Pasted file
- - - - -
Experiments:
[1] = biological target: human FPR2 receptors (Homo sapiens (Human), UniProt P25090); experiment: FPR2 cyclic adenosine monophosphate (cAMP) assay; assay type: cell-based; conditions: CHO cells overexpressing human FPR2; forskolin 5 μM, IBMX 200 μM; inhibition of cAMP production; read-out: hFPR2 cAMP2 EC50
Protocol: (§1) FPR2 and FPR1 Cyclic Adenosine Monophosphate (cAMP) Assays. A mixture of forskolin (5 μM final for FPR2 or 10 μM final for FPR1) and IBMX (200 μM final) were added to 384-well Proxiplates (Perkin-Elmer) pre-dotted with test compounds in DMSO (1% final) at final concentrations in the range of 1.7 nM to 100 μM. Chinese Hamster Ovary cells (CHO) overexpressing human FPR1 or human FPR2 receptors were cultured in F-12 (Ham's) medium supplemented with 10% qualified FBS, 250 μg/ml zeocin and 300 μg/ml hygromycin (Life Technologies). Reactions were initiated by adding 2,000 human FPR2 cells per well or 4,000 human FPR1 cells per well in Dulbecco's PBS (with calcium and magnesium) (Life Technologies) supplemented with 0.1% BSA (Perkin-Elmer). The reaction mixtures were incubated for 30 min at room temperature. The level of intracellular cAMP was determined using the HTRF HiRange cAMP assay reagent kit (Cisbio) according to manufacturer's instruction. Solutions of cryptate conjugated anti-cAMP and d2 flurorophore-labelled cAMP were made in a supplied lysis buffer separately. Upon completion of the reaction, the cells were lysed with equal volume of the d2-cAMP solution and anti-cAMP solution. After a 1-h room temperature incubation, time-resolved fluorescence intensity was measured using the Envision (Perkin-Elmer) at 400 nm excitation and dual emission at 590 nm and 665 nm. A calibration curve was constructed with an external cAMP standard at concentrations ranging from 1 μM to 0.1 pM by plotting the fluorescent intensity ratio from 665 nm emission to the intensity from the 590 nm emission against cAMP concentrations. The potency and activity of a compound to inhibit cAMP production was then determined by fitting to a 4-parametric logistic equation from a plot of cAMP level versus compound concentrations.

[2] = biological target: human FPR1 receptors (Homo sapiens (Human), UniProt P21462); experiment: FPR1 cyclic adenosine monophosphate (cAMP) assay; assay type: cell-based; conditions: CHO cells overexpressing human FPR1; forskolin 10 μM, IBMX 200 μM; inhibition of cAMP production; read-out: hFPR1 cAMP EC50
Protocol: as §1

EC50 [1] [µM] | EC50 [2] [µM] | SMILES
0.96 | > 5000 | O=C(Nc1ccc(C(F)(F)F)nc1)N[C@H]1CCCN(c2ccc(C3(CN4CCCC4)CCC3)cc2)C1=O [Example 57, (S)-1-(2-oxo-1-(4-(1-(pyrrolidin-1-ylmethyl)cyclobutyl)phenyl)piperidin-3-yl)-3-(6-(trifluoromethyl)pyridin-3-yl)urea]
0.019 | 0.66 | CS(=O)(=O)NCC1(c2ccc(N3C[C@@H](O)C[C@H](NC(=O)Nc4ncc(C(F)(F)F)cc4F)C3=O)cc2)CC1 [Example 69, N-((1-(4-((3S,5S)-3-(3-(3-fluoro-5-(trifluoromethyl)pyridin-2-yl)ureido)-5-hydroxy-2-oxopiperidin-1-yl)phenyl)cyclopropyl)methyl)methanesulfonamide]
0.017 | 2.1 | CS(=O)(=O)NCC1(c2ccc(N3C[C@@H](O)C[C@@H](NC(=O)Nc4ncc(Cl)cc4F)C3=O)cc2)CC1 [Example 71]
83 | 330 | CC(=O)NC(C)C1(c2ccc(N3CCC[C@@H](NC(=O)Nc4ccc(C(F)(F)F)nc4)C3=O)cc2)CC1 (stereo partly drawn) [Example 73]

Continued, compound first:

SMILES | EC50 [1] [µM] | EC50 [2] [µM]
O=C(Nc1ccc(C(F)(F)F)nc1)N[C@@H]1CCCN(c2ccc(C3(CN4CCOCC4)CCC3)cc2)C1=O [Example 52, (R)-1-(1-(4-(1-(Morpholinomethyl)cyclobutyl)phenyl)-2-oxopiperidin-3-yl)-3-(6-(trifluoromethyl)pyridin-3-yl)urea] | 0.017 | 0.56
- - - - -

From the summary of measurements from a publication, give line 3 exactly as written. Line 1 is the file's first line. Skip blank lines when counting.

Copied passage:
Protocol: (§1) FPR2 and FPR1 Cyclic Adenosine Monophosphate (cAMP) Assays. A mixture of forskolin (5 μM final for FPR2 or 10 μM final for FPR1) and IBMX (200 μM final) were added to 384-well Proxiplates (Perkin-Elmer) pre-dotted with test compounds in DMSO (1% final) at final concentrations in the range of 1.7 nM to 100 μM. Chinese Hamster Ovary cells (CHO) overexpressing human FPR1 or human FPR2 receptors were cultured in F-12 (Ham's) medium supplemented with 10% qualified FBS, 250 μg/ml zeocin and 300 μg/ml hygromycin (Life Technologies). Reactions were initiated by adding 2,000 human FPR2 cells per well or 4,000 human FPR1 cells per well in Dulbecco's PBS (with calcium and magnesium) (Life Technologies) supplemented with 0.1% BSA (Perkin-Elmer). The reaction mixtures were incubated for 30 min at room temperature. The level of intracellular cAMP was determined using the HTRF HiRange cAMP assay reagent kit (Cisbio) according to manufacturer's instruction. Solutions of cryptate conjugated anti-cAMP and d2 flurorophore-labelled cAMP were made in a supplied lysis buffer separately. Upon completion of the reaction, the cells were lysed with equal volume of the d2-cAMP solution and anti-cAMP solution. After a 1-h room temperature incubation, time-resolved fluorescence intensity was measured using the Envision (Perkin-Elmer) at 400 nm excitation and dual emission at 590 nm and 665 nm. A calibration curve was constructed with an external cAMP standard at concentrations ranging from 1 μM to 0.1 pM by plotting the fluorescent intensity ratio from 665 nm emission to the intensity from the 590 nm emission against cAMP concentrations. The potency and activity of a compound to inhibit cAMP production was then determined by fitting to a 4-parametric logistic equation from a plot of cAMP level versus compound concentrations.